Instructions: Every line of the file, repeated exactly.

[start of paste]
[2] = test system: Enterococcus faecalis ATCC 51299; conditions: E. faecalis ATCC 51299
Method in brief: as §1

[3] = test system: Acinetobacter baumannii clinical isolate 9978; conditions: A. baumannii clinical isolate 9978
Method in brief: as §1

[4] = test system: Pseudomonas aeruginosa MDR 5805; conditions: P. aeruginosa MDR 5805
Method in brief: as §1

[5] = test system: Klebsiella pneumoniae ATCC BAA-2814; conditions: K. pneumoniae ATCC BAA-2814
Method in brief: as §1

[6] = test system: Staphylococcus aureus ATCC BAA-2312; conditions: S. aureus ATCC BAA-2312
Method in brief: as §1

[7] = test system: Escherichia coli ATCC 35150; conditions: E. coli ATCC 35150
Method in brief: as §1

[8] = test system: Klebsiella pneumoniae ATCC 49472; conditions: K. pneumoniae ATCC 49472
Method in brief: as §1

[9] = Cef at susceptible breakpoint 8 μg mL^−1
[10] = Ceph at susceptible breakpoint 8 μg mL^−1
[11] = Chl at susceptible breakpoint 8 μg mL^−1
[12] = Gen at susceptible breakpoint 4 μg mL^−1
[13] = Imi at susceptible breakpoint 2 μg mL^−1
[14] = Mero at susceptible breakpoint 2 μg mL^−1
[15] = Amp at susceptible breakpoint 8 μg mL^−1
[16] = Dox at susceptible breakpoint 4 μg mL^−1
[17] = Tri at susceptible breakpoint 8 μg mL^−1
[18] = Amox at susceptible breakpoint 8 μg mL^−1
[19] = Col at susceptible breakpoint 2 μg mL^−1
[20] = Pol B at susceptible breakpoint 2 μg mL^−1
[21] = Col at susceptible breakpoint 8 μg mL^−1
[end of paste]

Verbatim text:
[2] = test system: Enterococcus faecalis ATCC 51299; conditions: E. faecalis ATCC 51299
Method in brief: as §1

[3] = test system: Acinetobacter baumannii clinical isolate 9978; conditions: A. baumannii clinical isolate 9978
Method in brief: as §1

[4] = test system: Pseudomonas aeruginosa MDR 5805; conditions: P. aeruginosa MDR 5805
Method in brief: as §1

[5] = test system: Klebsiella pneumoniae ATCC BAA-2814; conditions: K. pneumoniae ATCC BAA-2814
Method in brief: as §1

[6] = test system: Staphylococcus aureus ATCC BAA-2312; conditions: S. aureus ATCC BAA-2312
Method in brief: as §1

[7] = test system: Escherichia coli ATCC 35150; conditions: E. coli ATCC 35150
Method in brief: as §1

[8] = test system: Klebsiella pneumoniae ATCC 49472; conditions: K. pneumoniae ATCC 49472
Method in brief: as §1

[9] = Cef at susceptible breakpoint 8 μg mL^−1
[10] = Ceph at susceptible breakpoint 8 μg mL^−1
[11] = Chl at susceptible breakpoint 8 μg mL^−1
[12] = Gen at susceptible breakpoint 4 μg mL^−1
[13] = Imi at susceptible breakpoint 2 μg mL^−1
[14] = Mero at susceptible breakpoint 2 μg mL^−1
[15] = Amp at susceptible breakpoint 8 μg mL^−1
[16] = Dox at susceptible breakpoint 4 μg mL^−1
[17] = Tri at susceptible breakpoint 8 μg mL^−1
[18] = Amox at susceptible breakpoint 8 μg mL^−1
[19] = Col at susceptible breakpoint 2 μg mL^−1
[20] = Pol B at susceptible breakpoint 2 μg mL^−1
[21] = Col at susceptible breakpoint 8 μg mL^−1